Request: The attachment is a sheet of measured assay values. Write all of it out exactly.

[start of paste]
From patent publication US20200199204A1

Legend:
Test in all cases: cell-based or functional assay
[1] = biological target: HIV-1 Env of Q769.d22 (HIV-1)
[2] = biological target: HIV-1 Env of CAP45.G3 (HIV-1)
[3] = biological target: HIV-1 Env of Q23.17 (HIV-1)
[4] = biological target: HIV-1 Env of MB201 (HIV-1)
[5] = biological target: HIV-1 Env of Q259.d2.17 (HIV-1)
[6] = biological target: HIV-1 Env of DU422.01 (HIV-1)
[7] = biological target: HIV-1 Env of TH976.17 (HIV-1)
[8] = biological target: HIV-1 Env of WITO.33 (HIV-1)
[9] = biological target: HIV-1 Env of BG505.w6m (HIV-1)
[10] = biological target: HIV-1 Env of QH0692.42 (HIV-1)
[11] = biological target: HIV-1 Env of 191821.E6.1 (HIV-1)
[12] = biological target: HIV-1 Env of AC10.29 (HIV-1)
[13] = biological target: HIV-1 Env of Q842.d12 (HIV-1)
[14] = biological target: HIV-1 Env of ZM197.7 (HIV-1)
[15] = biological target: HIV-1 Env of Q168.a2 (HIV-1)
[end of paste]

From patent publication US20200199204A1

Legend:
Test in all cases: cell-based or functional assay
[1] = biological target: HIV-1 Env of Q769.d22 (HIV-1)
[2] = biological target: HIV-1 Env of CAP45.G3 (HIV-1)
[3] = biological target: HIV-1 Env of Q23.17 (HIV-1)
[4] = biological target: HIV-1 Env of MB201 (HIV-1)
[5] = biological target: HIV-1 Env of Q259.d2.17 (HIV-1)
[6] = biological target: HIV-1 Env of DU422.01 (HIV-1)
[7] = biological target: HIV-1 Env of TH976.17 (HIV-1)
[8] = biological target: HIV-1 Env of WITO.33 (HIV-1)
[9] = biological target: HIV-1 Env of BG505.w6m (HIV-1)
[10] = biological target: HIV-1 Env of QH0692.42 (HIV-1)
[11] = biological target: HIV-1 Env of 191821.E6.1 (HIV-1)
[12] = biological target: HIV-1 Env of AC10.29 (HIV-1)
[13] = biological target: HIV-1 Env of Q842.d12 (HIV-1)
[14] = biological target: HIV-1 Env of ZM197.7 (HIV-1)
[15] = biological target: HIV-1 Env of Q168.a2 (HIV-1)